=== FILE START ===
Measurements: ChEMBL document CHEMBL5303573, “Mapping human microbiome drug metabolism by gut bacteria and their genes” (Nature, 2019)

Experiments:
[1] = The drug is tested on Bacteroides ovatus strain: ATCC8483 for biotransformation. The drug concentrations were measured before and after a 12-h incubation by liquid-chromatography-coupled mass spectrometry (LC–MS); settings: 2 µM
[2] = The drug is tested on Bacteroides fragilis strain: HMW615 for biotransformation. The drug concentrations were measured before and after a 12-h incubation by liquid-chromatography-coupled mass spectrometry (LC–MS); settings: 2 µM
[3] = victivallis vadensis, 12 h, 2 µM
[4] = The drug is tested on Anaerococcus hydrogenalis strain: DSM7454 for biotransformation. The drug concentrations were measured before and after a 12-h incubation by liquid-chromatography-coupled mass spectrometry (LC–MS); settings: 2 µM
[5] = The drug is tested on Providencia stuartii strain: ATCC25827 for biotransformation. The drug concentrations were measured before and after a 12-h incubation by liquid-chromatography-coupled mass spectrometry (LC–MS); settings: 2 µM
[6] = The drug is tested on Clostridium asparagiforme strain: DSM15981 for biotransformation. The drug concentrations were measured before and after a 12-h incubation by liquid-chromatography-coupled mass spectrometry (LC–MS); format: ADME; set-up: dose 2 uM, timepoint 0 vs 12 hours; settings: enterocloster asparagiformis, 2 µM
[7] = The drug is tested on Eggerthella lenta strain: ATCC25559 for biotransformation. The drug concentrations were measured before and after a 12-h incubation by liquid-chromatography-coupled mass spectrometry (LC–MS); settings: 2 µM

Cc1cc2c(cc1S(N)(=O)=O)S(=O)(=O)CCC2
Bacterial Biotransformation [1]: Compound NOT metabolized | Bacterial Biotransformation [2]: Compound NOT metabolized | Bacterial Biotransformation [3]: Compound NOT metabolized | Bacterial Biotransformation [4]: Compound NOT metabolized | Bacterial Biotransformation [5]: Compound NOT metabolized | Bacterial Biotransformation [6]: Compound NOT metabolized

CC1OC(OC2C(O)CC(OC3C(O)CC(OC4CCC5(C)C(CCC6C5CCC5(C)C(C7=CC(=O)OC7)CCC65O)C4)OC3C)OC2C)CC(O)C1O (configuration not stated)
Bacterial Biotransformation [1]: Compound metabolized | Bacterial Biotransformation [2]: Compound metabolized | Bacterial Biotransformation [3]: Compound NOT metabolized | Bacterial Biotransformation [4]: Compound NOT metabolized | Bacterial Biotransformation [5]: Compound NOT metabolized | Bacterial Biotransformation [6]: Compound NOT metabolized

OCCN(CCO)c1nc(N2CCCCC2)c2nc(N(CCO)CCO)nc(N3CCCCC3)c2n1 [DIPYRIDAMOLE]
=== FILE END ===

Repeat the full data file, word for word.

Measurements: ChEMBL document CHEMBL5303573, “Mapping human microbiome drug metabolism by gut bacteria and their genes” (Nature, 2019)

Experiments:
[1] = The drug is tested on Bacteroides ovatus strain: ATCC8483 for biotransformation. The drug concentrations were measured before and after a 12-h incubation by liquid-chromatography-coupled mass spectrometry (LC–MS); settings: 2 µM
[2] = The drug is tested on Bacteroides fragilis strain: HMW615 for biotransformation. The drug concentrations were measured before and after a 12-h incubation by liquid-chromatography-coupled mass spectrometry (LC–MS); settings: 2 µM
[3] = victivallis vadensis, 12 h, 2 µM
[4] = The drug is tested on Anaerococcus hydrogenalis strain: DSM7454 for biotransformation. The drug concentrations were measured before and after a 12-h incubation by liquid-chromatography-coupled mass spectrometry (LC–MS); settings: 2 µM
[5] = The drug is tested on Providencia stuartii strain: ATCC25827 for biotransformation. The drug concentrations were measured before and after a 12-h incubation by liquid-chromatography-coupled mass spectrometry (LC–MS); settings: 2 µM
[6] = The drug is tested on Clostridium asparagiforme strain: DSM15981 for biotransformation. The drug concentrations were measured before and after a 12-h incubation by liquid-chromatography-coupled mass spectrometry (LC–MS); format: ADME; set-up: dose 2 uM, timepoint 0 vs 12 hours; settings: enterocloster asparagiformis, 2 µM
[7] = The drug is tested on Eggerthella lenta strain: ATCC25559 for biotransformation. The drug concentrations were measured before and after a 12-h incubation by liquid-chromatography-coupled mass spectrometry (LC–MS); settings: 2 µM

Cc1cc2c(cc1S(N)(=O)=O)S(=O)(=O)CCC2
Bacterial Biotransformation [1]: Compound NOT metabolized | Bacterial Biotransformation [2]: Compound NOT metabolized | Bacterial Biotransformation [3]: Compound NOT metabolized | Bacterial Biotransformation [4]: Compound NOT metabolized | Bacterial Biotransformation [5]: Compound NOT metabolized | Bacterial Biotransformation [6]: Compound NOT metabolized

CC1OC(OC2C(O)CC(OC3C(O)CC(OC4CCC5(C)C(CCC6C5CCC5(C)C(C7=CC(=O)OC7)CCC65O)C4)OC3C)OC2C)CC(O)C1O (configuration not stated)
Bacterial Biotransformation [1]: Compound metabolized | Bacterial Biotransformation [2]: Compound metabolized | Bacterial Biotransformation [3]: Compound NOT metabolized | Bacterial Biotransformation [4]: Compound NOT metabolized | Bacterial Biotransformation [5]: Compound NOT metabolized | Bacterial Biotransformation [6]: Compound NOT metabolized

OCCN(CCO)c1nc(N2CCCCC2)c2nc(N(CCO)CCO)nc(N3CCCCC3)c2n1 [DIPYRIDAMOLE]